Daniela Ricci was told she needed amputation after a wound developed so large that it exposed her Achilles Tendon
Daniela Ricci, 32, a Dental Nurse and mother from Victoria, was told she would need amputation after radiation and surgery to remove a tumour from her ankle, created a wound so large it exposed her Achilles tendon.
Ms Ricci had chemotherapy and radiation in July until August 2016, followed by surgery in early October 2016. A few months later the skin started to breakdown, creating a wound so large it exposed her Achilles tendon. When the wound initially appeared it wasn’t known how serious the situation was, until the plastic surgeon reviewed it and told her that she might need amputation.
Ms Ricci decided to take matters into her own hands and started looking into alternative options. She had no idea if she would find a way of treating the wound but eventually found there was hope after chatting to a friend who said she should visit a wound clinic. Ms Ricci then contacted Professor Geoff Sussman, Austin Hospital, who began using a negative pressure dressing to treat her wound. After just 1-2 weeks (there was a big improvement to the wound. There was a variety of different dressings used over the time from January 2017 until October 2017 – and she was delighted to find her wound eventually completely healed over. The negative pressure dressing was used in conjunction with Hyperbaric Medicine at Alfred Health.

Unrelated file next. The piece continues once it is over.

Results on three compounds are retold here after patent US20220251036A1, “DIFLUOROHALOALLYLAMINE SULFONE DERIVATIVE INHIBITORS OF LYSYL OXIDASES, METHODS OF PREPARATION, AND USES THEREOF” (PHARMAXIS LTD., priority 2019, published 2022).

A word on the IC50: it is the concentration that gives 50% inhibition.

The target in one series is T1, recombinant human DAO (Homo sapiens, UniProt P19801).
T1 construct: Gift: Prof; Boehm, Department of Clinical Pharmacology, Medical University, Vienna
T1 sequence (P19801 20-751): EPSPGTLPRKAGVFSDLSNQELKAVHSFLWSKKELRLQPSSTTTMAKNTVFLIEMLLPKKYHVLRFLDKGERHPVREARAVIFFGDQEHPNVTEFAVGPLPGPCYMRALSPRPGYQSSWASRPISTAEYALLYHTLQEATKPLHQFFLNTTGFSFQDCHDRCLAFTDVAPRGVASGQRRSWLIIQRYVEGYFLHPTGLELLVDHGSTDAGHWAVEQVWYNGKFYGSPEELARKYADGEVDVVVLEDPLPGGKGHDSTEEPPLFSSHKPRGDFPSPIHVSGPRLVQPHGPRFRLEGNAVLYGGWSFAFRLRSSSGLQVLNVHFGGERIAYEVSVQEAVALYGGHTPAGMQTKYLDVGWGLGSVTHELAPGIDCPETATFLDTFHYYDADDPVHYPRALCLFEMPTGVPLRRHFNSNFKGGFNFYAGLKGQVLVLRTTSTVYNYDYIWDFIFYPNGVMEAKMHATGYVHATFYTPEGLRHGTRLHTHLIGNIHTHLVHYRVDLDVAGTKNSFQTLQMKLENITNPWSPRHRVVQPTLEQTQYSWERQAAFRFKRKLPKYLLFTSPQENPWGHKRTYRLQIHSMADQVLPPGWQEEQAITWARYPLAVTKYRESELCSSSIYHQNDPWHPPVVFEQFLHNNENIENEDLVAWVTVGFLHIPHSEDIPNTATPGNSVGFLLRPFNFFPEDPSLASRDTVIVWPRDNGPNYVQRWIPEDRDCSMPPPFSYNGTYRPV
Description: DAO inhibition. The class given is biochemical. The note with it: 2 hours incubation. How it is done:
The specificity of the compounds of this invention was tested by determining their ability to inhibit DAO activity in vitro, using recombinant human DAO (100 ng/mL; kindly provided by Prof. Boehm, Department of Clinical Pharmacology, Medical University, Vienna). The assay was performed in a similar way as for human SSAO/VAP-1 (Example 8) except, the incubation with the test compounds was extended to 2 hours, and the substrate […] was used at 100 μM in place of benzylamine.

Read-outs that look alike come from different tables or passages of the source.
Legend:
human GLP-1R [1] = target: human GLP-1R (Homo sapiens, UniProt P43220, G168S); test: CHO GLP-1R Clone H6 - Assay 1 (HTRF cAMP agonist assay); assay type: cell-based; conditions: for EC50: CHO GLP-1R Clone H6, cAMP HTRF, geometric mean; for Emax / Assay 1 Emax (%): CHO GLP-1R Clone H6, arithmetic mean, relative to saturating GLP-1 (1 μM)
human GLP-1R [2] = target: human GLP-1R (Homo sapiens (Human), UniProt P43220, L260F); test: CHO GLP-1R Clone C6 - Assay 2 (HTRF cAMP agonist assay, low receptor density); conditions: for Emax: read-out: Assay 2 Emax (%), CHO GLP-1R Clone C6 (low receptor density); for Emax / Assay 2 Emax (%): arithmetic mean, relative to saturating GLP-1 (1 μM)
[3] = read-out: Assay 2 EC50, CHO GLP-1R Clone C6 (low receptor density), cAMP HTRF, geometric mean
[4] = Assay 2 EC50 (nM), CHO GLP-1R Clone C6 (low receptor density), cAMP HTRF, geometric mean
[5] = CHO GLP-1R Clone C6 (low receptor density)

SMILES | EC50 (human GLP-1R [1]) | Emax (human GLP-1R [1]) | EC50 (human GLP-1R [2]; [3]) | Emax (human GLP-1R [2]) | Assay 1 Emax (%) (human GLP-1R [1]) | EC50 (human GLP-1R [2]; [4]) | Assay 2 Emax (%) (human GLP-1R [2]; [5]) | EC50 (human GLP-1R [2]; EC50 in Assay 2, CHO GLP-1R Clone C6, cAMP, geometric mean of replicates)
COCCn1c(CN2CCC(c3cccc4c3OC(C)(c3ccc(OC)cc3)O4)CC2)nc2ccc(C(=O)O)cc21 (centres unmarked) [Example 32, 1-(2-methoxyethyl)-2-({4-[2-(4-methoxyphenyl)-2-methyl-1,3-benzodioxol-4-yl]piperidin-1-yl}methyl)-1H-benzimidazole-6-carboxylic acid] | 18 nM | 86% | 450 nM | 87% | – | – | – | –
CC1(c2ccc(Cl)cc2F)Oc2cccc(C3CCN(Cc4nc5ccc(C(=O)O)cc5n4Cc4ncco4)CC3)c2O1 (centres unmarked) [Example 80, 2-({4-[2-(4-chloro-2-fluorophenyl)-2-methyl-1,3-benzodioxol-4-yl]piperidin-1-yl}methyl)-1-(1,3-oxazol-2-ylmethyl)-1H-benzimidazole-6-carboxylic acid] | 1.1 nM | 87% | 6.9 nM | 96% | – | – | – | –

The wound had a huge impact on Ms Ricci’s life, it was very painful and became infected which meant she couldn’t walk properly and often needed crutches. She always needed assistance whether that was carry out her daily routine, or to help her look after her toddler. Ms Ricci also had to stop work – this led to financial pressures as she and her partner had to rely on one income, and there were expensive on-going medical costs.
“I wish I knew about Professor Geoff Sussman and hyperbaric medicine earlier, the wound got so large. If it was treated properly before the Achilles tendon was exposed then the treatment time would have been a lot shorter” warns Ms Ricci.
She advises others “People trust in doctors but they need to keep their options open and look for them – never give up as there may be an alternative solution out there.”
If you have a wound that won’t heal, don’t delay – seek specialist treatment.